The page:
Legendary Visions for Cardiovascular Care
By Doug Gillett
Birmingham was known for steel and segregation in 1950 and 1966, when Tinsley Harrison, M.D., and John Kirklin, M.D., came to town. But their arrivals would soon elevate the city’s medical center to the world stage with the development of a highly respected cardiovascular program and breakthrough methods of teaching and treatment that continue to shape health care today.
Rethinking the Principles
Talladega native Tinsley Harrison helped lead the medical school and its cardiovascular program to national prominence. Photo courtesy of UAB Archives.
In a sense, anyone who has seen a physician in the last half-century has been treated by Tinsley Harrison. The year he came to the Medical College of Alabama to serve as the Department of Medicine’s first full-time chair, he published a textbook, now known as Harrison’s Principles of Internal Medicine, that revolutionized the way students learned to diagnose patients. The book categorized symptoms before diseases, following the logical path most physicians take when studying and diagnosing cases. Today the acclaimed volume is one of the world’s most widely used medical texts, with translations in 14 languages.
The book helped cement Harrison’s reputation as one of America’s most important clinicians and medical educators. Wayne Finley, M.D., a graduate student and medical student during Harrison’s final years who later pioneered medical genetics at the school, remembers the lasting impression Harrison made.
“His presence on campus had a magnetism about it,” Finley recalls. “He was a real showman when he was teaching, and everybody had great respect for him. He basically started the research program here, and he was also noted for his patient care. He had patients referred to him from all over.”
A Rising Star
Together with Champ Lyons, M.D., Harrison made a major push to expand and strengthen the medical school, particularly in the area of cardiovascular medicine. Even after Harrison stepped down as chair of medicine, the school was recruiting full-time faculty from elite institutions such as Harvard University and the Mayo Clinic—including John Kirklin, M.D., who succeeded Lyons as chair of surgery in 1966.
John Kirklin (at left) shaped modern cardiovascular surgery through his refinements of tools and techniques. Photo courtesy of UAB Archives.
“No one thought they could recruit Kirklin, because he was such a rising star,” Finley says. “He was head of surgery at Mayo, and his father had been a physician there.” Kirklin was invited to serve as a consultant, and once he had studied the surgery department and submitted a plan, the school encouraged him to take charge of implementing it, Finley explains.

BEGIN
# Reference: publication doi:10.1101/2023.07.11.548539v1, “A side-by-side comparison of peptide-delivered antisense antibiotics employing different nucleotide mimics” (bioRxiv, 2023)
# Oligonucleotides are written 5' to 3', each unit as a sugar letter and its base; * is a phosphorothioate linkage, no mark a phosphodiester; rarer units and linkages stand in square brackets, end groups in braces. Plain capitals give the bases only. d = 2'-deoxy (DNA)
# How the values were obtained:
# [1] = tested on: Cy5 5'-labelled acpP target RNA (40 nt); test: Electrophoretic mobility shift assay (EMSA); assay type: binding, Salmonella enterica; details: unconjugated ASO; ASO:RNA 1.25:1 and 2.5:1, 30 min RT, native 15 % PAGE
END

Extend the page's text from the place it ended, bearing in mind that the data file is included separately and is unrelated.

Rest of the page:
“I remember the day he came to campus. Everyone was excited—they knew this big name was coming—and it was really a transformation. His presence was felt throughout, and still is.”
Kirklin was a trendsetter—at Mayo, he had made innovative refinements to the heart-lung machine—and continued to break new ground in Birmingham. He created the first intensive-care unit to use continuous patient monitoring, now standard practice worldwide, and established UAB’s reputation for complex cardiac surgeries. In evidence-based practice and outcomes research, “John Kirklin’s research made a huge impact on care delivery and improving the outcomes that he was studying,” says Robert C. Bourge, M.D., director of the Division of Cardiovascular Disease and the Mary Gertrude Waters Chair of Cardiovascular Medicine.
Bourge says he was inspired by Kirklin’s research to develop the Cardiac Transplant Research Database (CTRD) in 1989 with Jim Kirklin, M.D., John’s son, and David Naftel, Ph.D. Based largely on John Kirklin’s data collections and registries, the CTRD was the first large-scale multicenter compilation of cardiac-transplant recipients to be studied in any detail, Bourge says.
Today the Division of Cardiovascular Disease numbers 62 faculty in 10 sections and recently initiated the UAB Center for Cardiovascular Biology. The division’s many accomplishments have led U.S. News and World Report to name UAB among America’s top cardiovascular centers—and they all owe a debt to the groundwork laid by Harrison and Kirklin.
“That’s what made this place at the time,” Finley remembers. “They made all the difference in the world.”